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New York State Bar Releases Law Firm Reopening Plan
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Testing employees, installing signage on social distancing, one-way traffic in the hallways, installing barriers for receptionists, and attendance sheets to monitor contact—this is just part of what going back to law firms would look like, according to the New York State Bar Association’s model reopening plan

The New York State Bar Association issued the guidance on Wednesday on how law firms can safely reopen their offices once the state relaxes the shutdown measures in place to limit the risk of coronavirus infection. 

Law firms are advised not to rush to reopen, particularly in the country’s most populous city, which is a major Biglaw hub and coronavirus epicenter.

  
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The bar group’s “model reopening plan” encourages New York law firms to stay on the side of caution when reopening their offices. Employees who can effectively work from home should do so until the threat of the coronavirus has completely receded, the State Bar Association said in the new guidance.

Once law firm employees are allowed to return to the office, they should only do so “as necessary,” and otherwise stay home, the New York Bar’s working group recommends.

The New York State Bar Association formed the “Restarting the Economy Working Group” to recommend how to bring lawyers and staff back to the offices quickly and safely.

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The eight-member group includes David M. Schrader, of counsel at Nixon Peabody and past president of NYSBA, and Martin I. Kaminsky, Greenberg Traurig’s chief legal officer and general counsel.

The bar group’s guidance, which is likely to be revised as facts on the ground change, aims to assist law firms with the reopening process so the legal workforce can get back to the office as quickly as possible.



“This is driven first and foremost, and in every way, by public health considerations,” said NYSBA President Hank Greenberg, an Albany, New York-based shareholder with Greenberg Traurig. “Lawyers are not public health experts, nobody should guess their way through this process. They should be looking at the best available information,” he added.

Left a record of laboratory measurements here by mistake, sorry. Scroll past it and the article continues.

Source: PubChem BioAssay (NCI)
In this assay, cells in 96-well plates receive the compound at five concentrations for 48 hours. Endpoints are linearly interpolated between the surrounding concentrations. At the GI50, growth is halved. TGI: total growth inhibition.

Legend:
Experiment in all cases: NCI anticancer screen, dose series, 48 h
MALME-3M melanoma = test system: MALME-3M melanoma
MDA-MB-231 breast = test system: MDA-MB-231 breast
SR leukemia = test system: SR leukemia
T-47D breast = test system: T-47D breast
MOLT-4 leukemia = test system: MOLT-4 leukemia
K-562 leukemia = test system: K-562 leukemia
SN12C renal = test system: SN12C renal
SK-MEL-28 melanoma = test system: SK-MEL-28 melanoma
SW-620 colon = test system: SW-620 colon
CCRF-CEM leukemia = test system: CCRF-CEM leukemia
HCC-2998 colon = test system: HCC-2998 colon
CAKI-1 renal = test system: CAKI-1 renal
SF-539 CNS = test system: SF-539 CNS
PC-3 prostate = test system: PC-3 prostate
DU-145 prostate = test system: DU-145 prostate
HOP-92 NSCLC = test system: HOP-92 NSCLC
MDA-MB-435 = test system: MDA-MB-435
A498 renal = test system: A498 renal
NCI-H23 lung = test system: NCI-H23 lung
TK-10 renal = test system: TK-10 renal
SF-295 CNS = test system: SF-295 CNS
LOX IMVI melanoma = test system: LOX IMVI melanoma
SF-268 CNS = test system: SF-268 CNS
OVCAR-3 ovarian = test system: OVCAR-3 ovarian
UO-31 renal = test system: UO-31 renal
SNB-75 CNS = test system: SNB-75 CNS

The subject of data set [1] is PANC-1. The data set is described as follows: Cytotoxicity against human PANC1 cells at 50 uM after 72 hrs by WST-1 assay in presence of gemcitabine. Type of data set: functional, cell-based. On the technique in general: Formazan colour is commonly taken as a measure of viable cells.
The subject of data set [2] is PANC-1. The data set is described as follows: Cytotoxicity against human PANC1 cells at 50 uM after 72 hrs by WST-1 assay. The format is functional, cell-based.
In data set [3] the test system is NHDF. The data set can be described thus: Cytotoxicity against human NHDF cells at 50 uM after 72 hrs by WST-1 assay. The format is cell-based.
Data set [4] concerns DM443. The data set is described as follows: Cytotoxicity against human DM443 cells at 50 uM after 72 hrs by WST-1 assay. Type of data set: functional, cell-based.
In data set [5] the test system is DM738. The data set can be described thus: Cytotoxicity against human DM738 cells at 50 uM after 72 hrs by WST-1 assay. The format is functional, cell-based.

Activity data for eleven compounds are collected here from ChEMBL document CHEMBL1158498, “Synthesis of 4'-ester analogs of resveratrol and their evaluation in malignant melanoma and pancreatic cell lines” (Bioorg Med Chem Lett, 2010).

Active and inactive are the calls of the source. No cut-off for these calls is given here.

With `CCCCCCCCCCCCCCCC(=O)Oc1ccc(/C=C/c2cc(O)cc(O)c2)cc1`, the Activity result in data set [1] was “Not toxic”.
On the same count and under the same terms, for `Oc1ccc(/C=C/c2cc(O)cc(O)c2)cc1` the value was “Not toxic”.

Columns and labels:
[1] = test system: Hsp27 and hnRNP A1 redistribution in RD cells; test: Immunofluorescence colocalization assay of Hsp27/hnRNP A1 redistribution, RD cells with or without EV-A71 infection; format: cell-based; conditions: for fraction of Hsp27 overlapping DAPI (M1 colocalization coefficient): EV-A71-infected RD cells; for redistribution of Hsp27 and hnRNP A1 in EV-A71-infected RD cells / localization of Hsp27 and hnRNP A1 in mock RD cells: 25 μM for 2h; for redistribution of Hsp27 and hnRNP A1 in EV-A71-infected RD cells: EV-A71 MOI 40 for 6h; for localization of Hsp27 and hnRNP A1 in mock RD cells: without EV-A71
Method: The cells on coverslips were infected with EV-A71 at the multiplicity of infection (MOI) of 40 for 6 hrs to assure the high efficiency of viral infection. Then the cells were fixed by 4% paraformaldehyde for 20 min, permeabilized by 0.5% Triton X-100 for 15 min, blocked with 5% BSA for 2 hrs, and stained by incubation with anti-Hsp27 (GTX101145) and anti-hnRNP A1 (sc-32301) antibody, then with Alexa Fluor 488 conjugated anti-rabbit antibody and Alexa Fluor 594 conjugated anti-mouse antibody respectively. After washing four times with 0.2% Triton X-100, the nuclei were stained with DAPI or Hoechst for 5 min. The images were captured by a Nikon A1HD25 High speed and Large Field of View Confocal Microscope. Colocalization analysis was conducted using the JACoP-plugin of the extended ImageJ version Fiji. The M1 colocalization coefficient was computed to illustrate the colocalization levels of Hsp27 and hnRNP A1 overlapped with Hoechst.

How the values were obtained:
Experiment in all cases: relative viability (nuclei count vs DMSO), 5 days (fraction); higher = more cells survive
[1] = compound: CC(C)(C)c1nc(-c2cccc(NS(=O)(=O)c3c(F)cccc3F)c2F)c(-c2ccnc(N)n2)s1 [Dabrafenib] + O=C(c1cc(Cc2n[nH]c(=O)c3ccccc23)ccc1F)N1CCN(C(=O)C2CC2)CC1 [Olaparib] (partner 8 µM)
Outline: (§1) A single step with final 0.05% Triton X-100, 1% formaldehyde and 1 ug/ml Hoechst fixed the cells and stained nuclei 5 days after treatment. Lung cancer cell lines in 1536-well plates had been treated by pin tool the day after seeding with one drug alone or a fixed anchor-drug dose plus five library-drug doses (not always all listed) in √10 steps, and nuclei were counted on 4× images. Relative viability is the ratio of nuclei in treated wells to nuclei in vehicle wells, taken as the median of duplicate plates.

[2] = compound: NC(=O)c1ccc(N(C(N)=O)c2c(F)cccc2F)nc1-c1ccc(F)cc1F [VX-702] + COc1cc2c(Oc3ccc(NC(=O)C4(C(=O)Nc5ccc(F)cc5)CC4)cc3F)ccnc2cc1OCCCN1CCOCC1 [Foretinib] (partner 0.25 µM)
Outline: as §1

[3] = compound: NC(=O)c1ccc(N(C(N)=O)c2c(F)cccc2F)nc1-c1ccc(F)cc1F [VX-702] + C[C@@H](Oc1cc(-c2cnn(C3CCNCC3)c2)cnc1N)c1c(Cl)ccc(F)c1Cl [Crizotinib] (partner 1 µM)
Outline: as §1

According to the guidance, once law firms reopen, they should emphasize social distancing—meaning they need to forbid in-person meetings in the office among attorneys and support staff “for at least a specified time,” the guidance said.

The guidance recommends law firms form an office reopening transition team, which would supervise the reopening plan and implementation. The reopening transition team should also develop a plan for testing employees for the virus and implement “strict rules” regarding sick or at-risk personnel staff. 

The group’s recommendations for preparing the workplace include installing barriers for receptionists or other employees at high foot-traffic locations, developing one-way foot traffic patterns if the area allows for it, staggering workstations and occupied offices to increase the distance between people, developing cleaning and sanitizing protocol in line with public health guidelines, and installing signs to remind staff of proper social distancing and hygiene measures.

The bar’s guidance also recommends firms coordinate with landlords and other tenants on procedures in common areas and elevators.

The working group also recommends that firms:

  • Encourage the use of technology for remote mediation, hearings, arguments, and depositions;
  • Urge employees to wear masks—both while at work and when traveling to and from the office;
  • Discourage the use of mass transit; and
  • Decide which workers will return to the office and encourage those who can continue to work effectively remotely to do so until the government announces that the threat has sufficiently passed

Finally, the bar group’s guidance discourages travel by mass transit in the absence of enforced social distancing and the use of personal protective equipment. If mass transit is unavoidable, the guidance says, educate employees on best practices for minimizing risk.

Before firms ask their employees to return to the office, “they’ll need to consider to what degree [they] will allow attorneys/employees to continue to work at home, even if the firm opens up,” Segal said via email. Letting each partner make those decisions for groups within a firm “creates legal and cultural risks,” said Jonathan Segal, a partner with Duane Morris’s employment, labor, benefits, and immigration practice group.

“Law firms around the state are thinking about planning for reopening,” Greenberg said. “Large law firms have task forces and committees and general counsel of firms that are working in real-time on reopening,” including getting supplies of personal protective equipment.

In most regions of the state, it’s still unclear when law offices will be able to reopen. According to NY Gov. Andrew Cuomo’s economic reopening plan, law firms are in Phase II, with Phase I scheduled to start on May 15, in three regions of the state (Southern Tier, the Finger Lakes, and Mohawk Valley regions). There will be two-week pauses between each phase, to monitor any unwanted resurgence of the virus.

New York City is the epicenter of the COVID-19 outbreak in the United States, and will stay closed at least until June, state leaders said Monday.



 

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